Male Urban Fantasy Writers

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Male Urban Fantasy Writers

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1PopinFresh
Dec 4, 2008, 12:38pm

Howdy!

I was wondering if you could help me out. I recently made a post, as well as a full list at Amazon about male urban fantasy writers and I was hoping you could tell me if I missed anyone.

Here is my list at the moment
Marcus Pelegrimas
Mark Del Franco
Anton Strout
Jim Butcher
Mark Henry
Justin Gustainis
John Levitt
J. F. Lewis
Charlie Huston
Toby Barlow
Mario Acevedo
Mike Carey
Charles de Lint
Andrew Fox
Scott Westerfeld
M.L.N. Hanover
David Sosnowski
Neil Gaiman
John Ajvide Lindqvist
Sergei Lukyanenko
Simon R. Green
Christopher Moore
Christopher Golden

Do you know of anyone else?

3Jenson_AKA_DL
Dec 4, 2008, 1:03pm

Two urban fantasy LT urban fantasy authors not previously listed:

Sam Enthoven
Steve Berman

4susiesharp
Jul 31, 2009, 9:25am

Will Shetterly His Borderlands books are really great!

5laamsden
Aug 19, 2009, 11:22am

You might try John Levitt. I really enjoyed his new series featuring a society of sorcerers who police the magical community of San Francisco. Begin with Dog Days (Ace Fantasy Book) and New Tricks.

6bluetyson
Aug 19, 2009, 1:44pm

Bram Stoker
H. P. Lovecraft
Robert E. Howard
Abraham Merritt
Henry Kuttner
Murray Leinster
Mark Chadbourn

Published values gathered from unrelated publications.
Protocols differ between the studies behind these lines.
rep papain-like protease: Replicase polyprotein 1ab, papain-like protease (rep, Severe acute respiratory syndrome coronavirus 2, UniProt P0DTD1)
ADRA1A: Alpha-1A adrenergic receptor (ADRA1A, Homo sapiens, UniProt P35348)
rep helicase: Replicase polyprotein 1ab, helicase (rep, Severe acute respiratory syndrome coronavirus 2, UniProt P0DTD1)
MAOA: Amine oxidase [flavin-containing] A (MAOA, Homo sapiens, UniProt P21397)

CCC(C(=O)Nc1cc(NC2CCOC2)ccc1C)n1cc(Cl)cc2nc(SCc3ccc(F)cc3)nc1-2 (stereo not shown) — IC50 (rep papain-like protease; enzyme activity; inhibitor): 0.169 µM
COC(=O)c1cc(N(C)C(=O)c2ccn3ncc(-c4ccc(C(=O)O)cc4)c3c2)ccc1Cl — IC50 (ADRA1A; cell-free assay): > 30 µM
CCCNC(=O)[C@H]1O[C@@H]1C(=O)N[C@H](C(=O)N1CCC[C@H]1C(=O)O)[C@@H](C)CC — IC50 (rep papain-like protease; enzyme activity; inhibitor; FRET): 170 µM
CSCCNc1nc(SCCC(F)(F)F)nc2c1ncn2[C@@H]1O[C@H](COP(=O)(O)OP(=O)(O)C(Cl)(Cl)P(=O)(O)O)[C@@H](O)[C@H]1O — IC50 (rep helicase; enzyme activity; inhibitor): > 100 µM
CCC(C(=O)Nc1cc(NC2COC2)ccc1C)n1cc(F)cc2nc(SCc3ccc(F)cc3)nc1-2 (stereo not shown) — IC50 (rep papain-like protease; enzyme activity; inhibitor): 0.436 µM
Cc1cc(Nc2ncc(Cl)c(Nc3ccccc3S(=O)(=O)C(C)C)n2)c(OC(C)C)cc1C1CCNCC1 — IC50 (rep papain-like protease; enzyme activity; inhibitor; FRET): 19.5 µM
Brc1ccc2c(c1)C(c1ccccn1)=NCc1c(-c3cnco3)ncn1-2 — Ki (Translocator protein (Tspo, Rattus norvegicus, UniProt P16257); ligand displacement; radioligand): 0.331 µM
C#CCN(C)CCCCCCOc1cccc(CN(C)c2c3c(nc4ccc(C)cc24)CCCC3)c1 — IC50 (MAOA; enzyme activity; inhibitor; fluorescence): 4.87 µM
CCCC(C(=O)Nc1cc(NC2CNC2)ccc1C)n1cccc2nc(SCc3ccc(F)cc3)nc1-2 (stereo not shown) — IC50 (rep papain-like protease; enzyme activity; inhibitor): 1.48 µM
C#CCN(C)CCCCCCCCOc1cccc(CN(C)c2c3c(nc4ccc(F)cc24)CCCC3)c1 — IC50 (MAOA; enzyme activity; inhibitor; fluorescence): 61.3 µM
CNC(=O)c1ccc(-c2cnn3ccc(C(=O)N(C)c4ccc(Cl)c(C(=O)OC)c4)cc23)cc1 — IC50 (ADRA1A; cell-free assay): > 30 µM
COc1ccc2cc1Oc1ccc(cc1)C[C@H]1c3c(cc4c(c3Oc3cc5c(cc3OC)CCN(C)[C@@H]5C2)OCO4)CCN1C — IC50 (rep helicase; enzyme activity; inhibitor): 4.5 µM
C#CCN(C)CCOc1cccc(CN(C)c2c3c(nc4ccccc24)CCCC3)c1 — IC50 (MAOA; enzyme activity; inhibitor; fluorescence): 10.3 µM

Fritz Leiber
Mark Teppo
Stephen Dedman
Chris Roberson
Greg Bear
Raymond Feist
George R. R. Martin
China Mieville
John Meaney
Michael Moorcock
Kim Newman
Dan Simmons
Roger Zelazny
Ray Bradbury
Roald Dahl
Laird Barron
Stephen King
Clive Barker
George R. R. Martin
Tim Pratt
Charles Stross
Michael Swanwick
Poul Anderson
Lucius Shepard
Steven Brust
John Langan
Joe R. Lansdale
Tim Lebbon
Todd McAulty
S. P. Somtow
Greg van Eekhout
F. Paul Wilson
Robert A. Heinlein
David Drake
James Gunn
Isaac Asimov
Mike Resnick

7viciouslittlething
Sep 3, 2009, 7:52am

thomas sniegoski I came across him in the Mean Streets anthology, his story about fallen angels, more particularly Remy Chandler. Would like to get hold of his series of books now.

8KimarieBee
Sep 18, 2009, 5:51am

You could add Keith Donohue to the list.

9spoiledfornothing
Oct 27, 2009, 8:35pm

6: bluetyson - Isaac Asimov wrote urban fantasy? Consider my confused, because he is a classic science fiction writer.

10AnnieMod
Oct 27, 2009, 9:00pm

>9 spoiledfornothing:

He did write not so bad fantasy stories also even if he is mostly popular for his SF works.

11amberwitch
Oct 28, 2009, 5:09am

I think you are going to end up with a very long list:-)
I've tried to avoid duplicates in the list below, and the only criteroin has been genre and gender - not quality.
Urban fantasy goes from P.I. pulp to something resembling magical realism, so there is a great variety on the list.
Sean Stewart
Graham Joyce
Jonathan Carroll
Guy Gavriel Kay - apart from Ysabel most of his works are historical
Simon Hawke
Peter S. Beagle
James A. Hetley
A. Lee Martinez
Jasper Fforde
Tom Holt
John M. Ford
Peter David
Paul Brandon
James P. Blaylock
Eric S. Nylund
Adam Stemple
William Mark Simmons/Wm. Mark Simmons
S. Andrew Swann
M. R. Sellars - not recommended
Martin Millar
Perry Moore
T. A. Pratt = Tim Pratt mentioned above
Andrew Fox
Pete Hamill

12reading_fox
Oct 28, 2009, 11:53am